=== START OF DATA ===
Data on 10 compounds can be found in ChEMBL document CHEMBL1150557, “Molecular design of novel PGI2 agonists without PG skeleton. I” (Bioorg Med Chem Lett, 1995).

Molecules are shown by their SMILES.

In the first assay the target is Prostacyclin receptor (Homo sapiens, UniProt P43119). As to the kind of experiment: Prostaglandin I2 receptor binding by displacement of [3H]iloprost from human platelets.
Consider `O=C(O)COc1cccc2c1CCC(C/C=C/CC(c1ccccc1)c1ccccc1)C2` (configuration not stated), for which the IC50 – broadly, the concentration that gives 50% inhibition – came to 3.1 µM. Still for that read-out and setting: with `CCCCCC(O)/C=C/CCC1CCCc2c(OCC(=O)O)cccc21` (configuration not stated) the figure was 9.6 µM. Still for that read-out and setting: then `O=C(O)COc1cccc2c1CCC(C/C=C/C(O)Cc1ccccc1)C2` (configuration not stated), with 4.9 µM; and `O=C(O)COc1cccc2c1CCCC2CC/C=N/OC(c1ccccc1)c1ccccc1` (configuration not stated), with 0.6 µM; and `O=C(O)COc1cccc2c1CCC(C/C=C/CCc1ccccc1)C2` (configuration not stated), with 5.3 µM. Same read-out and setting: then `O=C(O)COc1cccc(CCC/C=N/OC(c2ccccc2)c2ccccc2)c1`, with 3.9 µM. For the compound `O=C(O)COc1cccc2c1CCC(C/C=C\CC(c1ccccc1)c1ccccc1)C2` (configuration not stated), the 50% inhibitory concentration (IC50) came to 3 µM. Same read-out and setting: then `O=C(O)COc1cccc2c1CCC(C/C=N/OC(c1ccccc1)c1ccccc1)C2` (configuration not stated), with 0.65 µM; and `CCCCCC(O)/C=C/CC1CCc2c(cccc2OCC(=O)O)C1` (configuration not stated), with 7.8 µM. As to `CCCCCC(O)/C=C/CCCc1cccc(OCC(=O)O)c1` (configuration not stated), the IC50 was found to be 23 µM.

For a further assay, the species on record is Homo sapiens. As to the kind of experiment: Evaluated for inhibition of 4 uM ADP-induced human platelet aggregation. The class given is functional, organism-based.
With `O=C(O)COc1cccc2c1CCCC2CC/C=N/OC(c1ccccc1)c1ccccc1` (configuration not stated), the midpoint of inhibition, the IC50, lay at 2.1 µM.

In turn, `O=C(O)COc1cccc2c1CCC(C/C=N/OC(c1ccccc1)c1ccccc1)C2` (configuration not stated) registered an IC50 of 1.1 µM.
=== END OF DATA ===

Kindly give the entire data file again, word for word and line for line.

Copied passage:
Data on 10 compounds can be found in ChEMBL document CHEMBL1150557, “Molecular design of novel PGI2 agonists without PG skeleton. I” (Bioorg Med Chem Lett, 1995).

Molecules are shown by their SMILES.

In the first assay the target is Prostacyclin receptor (Homo sapiens, UniProt P43119). As to the kind of experiment: Prostaglandin I2 receptor binding by displacement of [3H]iloprost from human platelets.
Consider `O=C(O)COc1cccc2c1CCC(C/C=C/CC(c1ccccc1)c1ccccc1)C2` (configuration not stated), for which the IC50 – broadly, the concentration that gives 50% inhibition – came to 3.1 µM. Still for that read-out and setting: with `CCCCCC(O)/C=C/CCC1CCCc2c(OCC(=O)O)cccc21` (configuration not stated) the figure was 9.6 µM. Still for that read-out and setting: then `O=C(O)COc1cccc2c1CCC(C/C=C/C(O)Cc1ccccc1)C2` (configuration not stated), with 4.9 µM; and `O=C(O)COc1cccc2c1CCCC2CC/C=N/OC(c1ccccc1)c1ccccc1` (configuration not stated), with 0.6 µM; and `O=C(O)COc1cccc2c1CCC(C/C=C/CCc1ccccc1)C2` (configuration not stated), with 5.3 µM. Same read-out and setting: then `O=C(O)COc1cccc(CCC/C=N/OC(c2ccccc2)c2ccccc2)c1`, with 3.9 µM. For the compound `O=C(O)COc1cccc2c1CCC(C/C=C\CC(c1ccccc1)c1ccccc1)C2` (configuration not stated), the 50% inhibitory concentration (IC50) came to 3 µM. Same read-out and setting: then `O=C(O)COc1cccc2c1CCC(C/C=N/OC(c1ccccc1)c1ccccc1)C2` (configuration not stated), with 0.65 µM; and `CCCCCC(O)/C=C/CC1CCc2c(cccc2OCC(=O)O)C1` (configuration not stated), with 7.8 µM. As to `CCCCCC(O)/C=C/CCCc1cccc(OCC(=O)O)c1` (configuration not stated), the IC50 was found to be 23 µM.

For a further assay, the species on record is Homo sapiens. As to the kind of experiment: Evaluated for inhibition of 4 uM ADP-induced human platelet aggregation. The class given is functional, organism-based.
With `O=C(O)COc1cccc2c1CCCC2CC/C=N/OC(c1ccccc1)c1ccccc1` (configuration not stated), the midpoint of inhibition, the IC50, lay at 2.1 µM.

In turn, `O=C(O)COc1cccc2c1CCC(C/C=N/OC(c1ccccc1)c1ccccc1)C2` (configuration not stated) registered an IC50 of 1.1 µM.